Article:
Personne :
Grondin, Simon

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Université Laval. École de psychologie
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Voici les éléments 1 - 3 sur 3
  • Publication
    Accès libre
    Sex effect in the temporal perception of faces expressing anger and shame
    (eScholarship, 2015-09-01) Grondin, Simon; Labonté, Katherine; Bienvenue, Philippe; Laflamme, Vincent; Roy, Mei-Li
    The aim of the present study was to investigate sex-related variations in the perception of the duration of emotional stimuli (human faces). Twenty male and 20 female participants estimated the duration of angry, ashamed and neutral faces marking 0.4 to 1.6 s intervals. Female faces were used in one session, and male faces in the other. Compared to the angry faces condition, intervals were underestimated when ashamed faces were shown. However, the intervals in neither conditions were significantly overestimated or underestimated compared to the neutral condition. Even more critical is the fact that there was an underestimation by male participants of the duration of male faces compared to female faces; and female participants overestimated the duration in the anger condition, compared with the shame condition, only when male faces were presented. Moreover, the emotional effects on the participants’ performance were correlated to inter-individual differences in empathic abilities. The findings are discussed in terms of sex differences, of social context, and of how attention is solicited and arousal generated by emotions.
  • Publication
    Effect on perceived duration and sensitivity to time when observing disgusted faces and disgusting mutilation pictures
    (Springer Science & Business Media B.V., 2014-05-09) Grondin, Simon; Gontier, Émilie; Laflamme, Vincent
    The aim of this study was to compare the effect on interval discrimination of the presentation of disgusting mutilation images and the presentation of faces expressing disgust. In Experiments 1 and 2, participants had to say whether the second of two images was presented for a shorter or a longer duration than the first (intervals = 400 ms vs. 482 ms). Although the overall probability of responding “long” was not exactly the same in these two experiments, participants reported that duration was longer more often when disgusting mutilation images were presented than when neutral or disgusted faces were presented. In Experiment 3, in which a single-stimulus method was employed, mutilation images were once again reported to be presented for a longer duration than neutral or disgusted faces. The investigation also reveals that discrimination levels are not higher when mutilation images are presented. It is argued that the effect of mutilation images on perceived duration is not due to attention; it is rather attributed to the increased arousal caused by these images. -- Keywords : Temporal processing, Emotion, Time perception.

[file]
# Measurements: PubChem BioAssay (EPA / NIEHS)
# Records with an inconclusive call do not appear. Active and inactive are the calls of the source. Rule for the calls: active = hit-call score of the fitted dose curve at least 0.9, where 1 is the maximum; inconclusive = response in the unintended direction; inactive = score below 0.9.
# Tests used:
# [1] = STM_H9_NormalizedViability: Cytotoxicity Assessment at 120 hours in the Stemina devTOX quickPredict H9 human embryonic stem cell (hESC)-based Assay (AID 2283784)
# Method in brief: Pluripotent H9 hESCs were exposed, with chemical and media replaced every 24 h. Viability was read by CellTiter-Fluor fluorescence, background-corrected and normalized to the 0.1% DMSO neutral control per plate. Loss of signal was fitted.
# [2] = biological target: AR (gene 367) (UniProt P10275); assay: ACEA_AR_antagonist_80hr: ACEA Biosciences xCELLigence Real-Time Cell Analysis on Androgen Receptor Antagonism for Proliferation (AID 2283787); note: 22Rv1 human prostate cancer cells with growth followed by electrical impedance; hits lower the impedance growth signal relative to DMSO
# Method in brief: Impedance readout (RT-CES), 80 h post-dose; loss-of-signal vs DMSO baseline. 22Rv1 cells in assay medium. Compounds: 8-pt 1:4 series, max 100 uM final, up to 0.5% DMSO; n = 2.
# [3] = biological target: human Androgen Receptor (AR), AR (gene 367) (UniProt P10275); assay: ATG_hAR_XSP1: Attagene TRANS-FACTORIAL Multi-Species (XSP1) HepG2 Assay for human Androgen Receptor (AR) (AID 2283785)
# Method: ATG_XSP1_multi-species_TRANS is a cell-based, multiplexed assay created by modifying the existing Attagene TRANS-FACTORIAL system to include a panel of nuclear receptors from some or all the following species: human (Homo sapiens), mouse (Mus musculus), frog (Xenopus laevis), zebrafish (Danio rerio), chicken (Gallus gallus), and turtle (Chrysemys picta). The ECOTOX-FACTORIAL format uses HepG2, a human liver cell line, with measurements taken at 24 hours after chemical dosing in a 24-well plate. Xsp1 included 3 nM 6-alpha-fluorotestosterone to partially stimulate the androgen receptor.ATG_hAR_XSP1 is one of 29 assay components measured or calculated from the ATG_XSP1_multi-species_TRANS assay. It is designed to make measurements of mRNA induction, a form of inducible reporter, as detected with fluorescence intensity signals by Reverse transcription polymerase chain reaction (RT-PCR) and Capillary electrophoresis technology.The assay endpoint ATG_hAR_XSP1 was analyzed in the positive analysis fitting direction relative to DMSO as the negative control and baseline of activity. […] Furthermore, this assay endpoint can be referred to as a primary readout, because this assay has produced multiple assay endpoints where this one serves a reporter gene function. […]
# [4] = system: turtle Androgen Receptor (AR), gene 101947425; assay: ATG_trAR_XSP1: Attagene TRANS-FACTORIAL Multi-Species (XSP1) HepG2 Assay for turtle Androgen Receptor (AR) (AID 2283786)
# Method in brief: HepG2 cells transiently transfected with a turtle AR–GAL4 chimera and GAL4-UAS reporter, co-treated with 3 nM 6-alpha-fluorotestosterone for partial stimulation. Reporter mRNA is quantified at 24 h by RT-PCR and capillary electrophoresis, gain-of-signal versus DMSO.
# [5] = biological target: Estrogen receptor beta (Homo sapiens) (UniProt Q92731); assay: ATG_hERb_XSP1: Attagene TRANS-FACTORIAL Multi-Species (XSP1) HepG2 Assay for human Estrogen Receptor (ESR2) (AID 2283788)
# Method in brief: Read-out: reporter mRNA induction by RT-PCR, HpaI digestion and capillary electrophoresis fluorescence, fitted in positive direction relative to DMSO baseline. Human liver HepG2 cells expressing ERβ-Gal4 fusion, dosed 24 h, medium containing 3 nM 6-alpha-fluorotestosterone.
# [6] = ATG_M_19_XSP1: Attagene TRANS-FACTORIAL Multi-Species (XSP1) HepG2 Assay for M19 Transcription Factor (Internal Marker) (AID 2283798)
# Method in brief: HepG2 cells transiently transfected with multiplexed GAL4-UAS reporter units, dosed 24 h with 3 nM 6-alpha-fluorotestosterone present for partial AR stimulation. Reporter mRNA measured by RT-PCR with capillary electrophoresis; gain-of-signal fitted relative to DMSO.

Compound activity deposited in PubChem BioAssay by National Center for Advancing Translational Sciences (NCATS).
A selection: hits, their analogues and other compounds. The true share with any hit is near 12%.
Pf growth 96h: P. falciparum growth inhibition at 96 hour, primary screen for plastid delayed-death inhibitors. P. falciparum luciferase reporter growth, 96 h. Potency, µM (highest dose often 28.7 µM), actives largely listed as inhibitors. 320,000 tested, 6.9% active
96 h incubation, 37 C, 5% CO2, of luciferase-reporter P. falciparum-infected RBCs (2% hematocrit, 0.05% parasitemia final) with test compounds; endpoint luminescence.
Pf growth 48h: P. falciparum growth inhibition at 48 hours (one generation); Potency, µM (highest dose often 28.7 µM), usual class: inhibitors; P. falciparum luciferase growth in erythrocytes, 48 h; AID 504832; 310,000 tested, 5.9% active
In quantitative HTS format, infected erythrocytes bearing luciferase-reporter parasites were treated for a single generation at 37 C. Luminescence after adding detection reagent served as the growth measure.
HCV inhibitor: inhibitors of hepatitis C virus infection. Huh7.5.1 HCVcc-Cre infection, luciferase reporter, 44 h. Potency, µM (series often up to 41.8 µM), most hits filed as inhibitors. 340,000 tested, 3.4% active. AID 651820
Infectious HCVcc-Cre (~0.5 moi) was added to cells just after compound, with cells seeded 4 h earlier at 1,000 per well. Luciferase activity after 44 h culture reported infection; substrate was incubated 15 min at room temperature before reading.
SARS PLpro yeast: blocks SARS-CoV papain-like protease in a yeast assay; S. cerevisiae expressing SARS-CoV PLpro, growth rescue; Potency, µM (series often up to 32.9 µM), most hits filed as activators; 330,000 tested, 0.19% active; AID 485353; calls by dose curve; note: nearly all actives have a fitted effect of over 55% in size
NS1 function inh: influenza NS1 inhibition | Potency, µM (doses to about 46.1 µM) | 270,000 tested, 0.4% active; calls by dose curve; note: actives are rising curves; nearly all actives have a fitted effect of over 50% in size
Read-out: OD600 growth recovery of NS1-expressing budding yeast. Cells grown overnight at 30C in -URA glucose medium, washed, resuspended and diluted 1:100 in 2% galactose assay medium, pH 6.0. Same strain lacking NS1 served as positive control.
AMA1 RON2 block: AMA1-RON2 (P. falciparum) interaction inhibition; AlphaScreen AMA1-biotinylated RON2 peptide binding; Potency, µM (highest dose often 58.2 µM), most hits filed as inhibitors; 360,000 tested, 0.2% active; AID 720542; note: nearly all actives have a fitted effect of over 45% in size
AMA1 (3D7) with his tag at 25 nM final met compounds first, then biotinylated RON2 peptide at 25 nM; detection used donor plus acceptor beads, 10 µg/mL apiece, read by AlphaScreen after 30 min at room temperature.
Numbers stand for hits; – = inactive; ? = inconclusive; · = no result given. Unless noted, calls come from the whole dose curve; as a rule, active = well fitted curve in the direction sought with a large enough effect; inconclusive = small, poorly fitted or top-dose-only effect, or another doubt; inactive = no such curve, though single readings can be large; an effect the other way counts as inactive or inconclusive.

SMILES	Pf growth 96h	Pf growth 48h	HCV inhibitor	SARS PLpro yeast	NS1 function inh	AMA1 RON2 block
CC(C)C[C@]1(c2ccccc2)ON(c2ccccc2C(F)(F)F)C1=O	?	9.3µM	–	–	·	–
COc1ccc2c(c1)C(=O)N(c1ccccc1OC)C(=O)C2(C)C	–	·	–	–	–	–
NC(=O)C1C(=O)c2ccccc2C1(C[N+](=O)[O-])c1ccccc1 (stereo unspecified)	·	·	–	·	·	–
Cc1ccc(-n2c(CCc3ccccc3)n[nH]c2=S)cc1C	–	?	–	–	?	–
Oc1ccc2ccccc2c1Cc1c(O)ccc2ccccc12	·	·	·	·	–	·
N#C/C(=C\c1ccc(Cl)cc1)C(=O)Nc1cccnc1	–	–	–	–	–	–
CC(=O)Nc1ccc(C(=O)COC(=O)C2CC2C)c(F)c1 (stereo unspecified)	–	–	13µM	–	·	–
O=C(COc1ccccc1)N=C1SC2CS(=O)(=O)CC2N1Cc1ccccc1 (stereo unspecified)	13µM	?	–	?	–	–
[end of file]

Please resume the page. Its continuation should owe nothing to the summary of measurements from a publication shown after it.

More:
• Publication
    The delay before recall changes the remembered duration of 15-minute video sequences
    (John Wiley & Sons, Inc., 2014-07-09) Grondin, Simon; Bisson, Nicolas; Désautels, Félix; Laflamme, Vincent
    The aim of this study was to determine if the passage of time changes the memory of the duration of joyful or sad events. Participants were asked to look at a series of brief videos lasting 15¿minutes and to estimate retrospectively and verbally (with chronometric units) the duration of this 15-minute period. There were two independent variables: the emotion conditions (joy, sadness and neutral) and the recall conditions (immediately after the presentation of videos, 1¿week later or 1¿month later). The results show that the estimated time is largely overestimated in the 1-week and 1-month condition but not when the recall is immediate. This effect applies to each emotional condition, but there was no significant difference between the emotion conditions. The effect of emotion on the estimation of long intervals judged retrospectively seems minimal in comparison with the cognitive effect associated with the passage of time. --